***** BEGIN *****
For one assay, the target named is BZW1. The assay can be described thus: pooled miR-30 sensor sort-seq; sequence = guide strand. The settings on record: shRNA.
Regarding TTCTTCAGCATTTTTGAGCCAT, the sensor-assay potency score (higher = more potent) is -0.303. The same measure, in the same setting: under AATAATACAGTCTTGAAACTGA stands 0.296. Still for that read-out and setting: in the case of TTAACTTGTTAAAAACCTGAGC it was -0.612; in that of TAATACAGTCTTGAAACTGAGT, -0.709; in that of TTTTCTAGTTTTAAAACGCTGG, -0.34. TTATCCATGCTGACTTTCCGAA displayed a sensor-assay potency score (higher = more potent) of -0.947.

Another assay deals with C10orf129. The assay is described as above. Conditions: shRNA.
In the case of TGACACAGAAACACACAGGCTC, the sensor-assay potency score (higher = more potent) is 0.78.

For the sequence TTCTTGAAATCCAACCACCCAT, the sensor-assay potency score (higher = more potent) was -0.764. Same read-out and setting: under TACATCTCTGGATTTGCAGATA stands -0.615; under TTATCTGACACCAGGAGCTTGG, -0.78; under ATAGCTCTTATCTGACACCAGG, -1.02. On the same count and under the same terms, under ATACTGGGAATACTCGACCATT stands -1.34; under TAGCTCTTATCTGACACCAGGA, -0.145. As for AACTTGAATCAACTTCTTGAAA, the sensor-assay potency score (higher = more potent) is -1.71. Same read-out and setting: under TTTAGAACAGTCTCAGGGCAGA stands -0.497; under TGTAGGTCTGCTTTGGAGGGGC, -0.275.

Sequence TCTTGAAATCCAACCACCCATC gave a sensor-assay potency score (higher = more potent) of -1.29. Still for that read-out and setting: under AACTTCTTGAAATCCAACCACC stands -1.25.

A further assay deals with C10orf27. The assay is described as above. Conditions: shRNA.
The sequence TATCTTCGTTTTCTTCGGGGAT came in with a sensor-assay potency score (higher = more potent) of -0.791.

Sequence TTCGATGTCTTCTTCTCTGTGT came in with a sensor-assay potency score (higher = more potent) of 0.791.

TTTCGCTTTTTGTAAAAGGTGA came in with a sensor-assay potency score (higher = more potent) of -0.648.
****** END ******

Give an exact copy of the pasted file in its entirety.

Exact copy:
For one assay, the target named is BZW1. The assay can be described thus: pooled miR-30 sensor sort-seq; sequence = guide strand. The settings on record: shRNA.
Regarding TTCTTCAGCATTTTTGAGCCAT, the sensor-assay potency score (higher = more potent) is -0.303. The same measure, in the same setting: under AATAATACAGTCTTGAAACTGA stands 0.296. Still for that read-out and setting: in the case of TTAACTTGTTAAAAACCTGAGC it was -0.612; in that of TAATACAGTCTTGAAACTGAGT, -0.709; in that of TTTTCTAGTTTTAAAACGCTGG, -0.34. TTATCCATGCTGACTTTCCGAA displayed a sensor-assay potency score (higher = more potent) of -0.947.

Another assay deals with C10orf129. The assay is described as above. Conditions: shRNA.
In the case of TGACACAGAAACACACAGGCTC, the sensor-assay potency score (higher = more potent) is 0.78.

For the sequence TTCTTGAAATCCAACCACCCAT, the sensor-assay potency score (higher = more potent) was -0.764. Same read-out and setting: under TACATCTCTGGATTTGCAGATA stands -0.615; under TTATCTGACACCAGGAGCTTGG, -0.78; under ATAGCTCTTATCTGACACCAGG, -1.02. On the same count and under the same terms, under ATACTGGGAATACTCGACCATT stands -1.34; under TAGCTCTTATCTGACACCAGGA, -0.145. As for AACTTGAATCAACTTCTTGAAA, the sensor-assay potency score (higher = more potent) is -1.71. Same read-out and setting: under TTTAGAACAGTCTCAGGGCAGA stands -0.497; under TGTAGGTCTGCTTTGGAGGGGC, -0.275.

Sequence TCTTGAAATCCAACCACCCATC gave a sensor-assay potency score (higher = more potent) of -1.29. Still for that read-out and setting: under AACTTCTTGAAATCCAACCACC stands -1.25.

A further assay deals with C10orf27. The assay is described as above. Conditions: shRNA.
The sequence TATCTTCGTTTTCTTCGGGGAT came in with a sensor-assay potency score (higher = more potent) of -0.791.

Sequence TTCGATGTCTTCTTCTCTGTGT came in with a sensor-assay potency score (higher = more potent) of 0.791.

TTTCGCTTTTTGTAAAAGGTGA came in with a sensor-assay potency score (higher = more potent) of -0.648.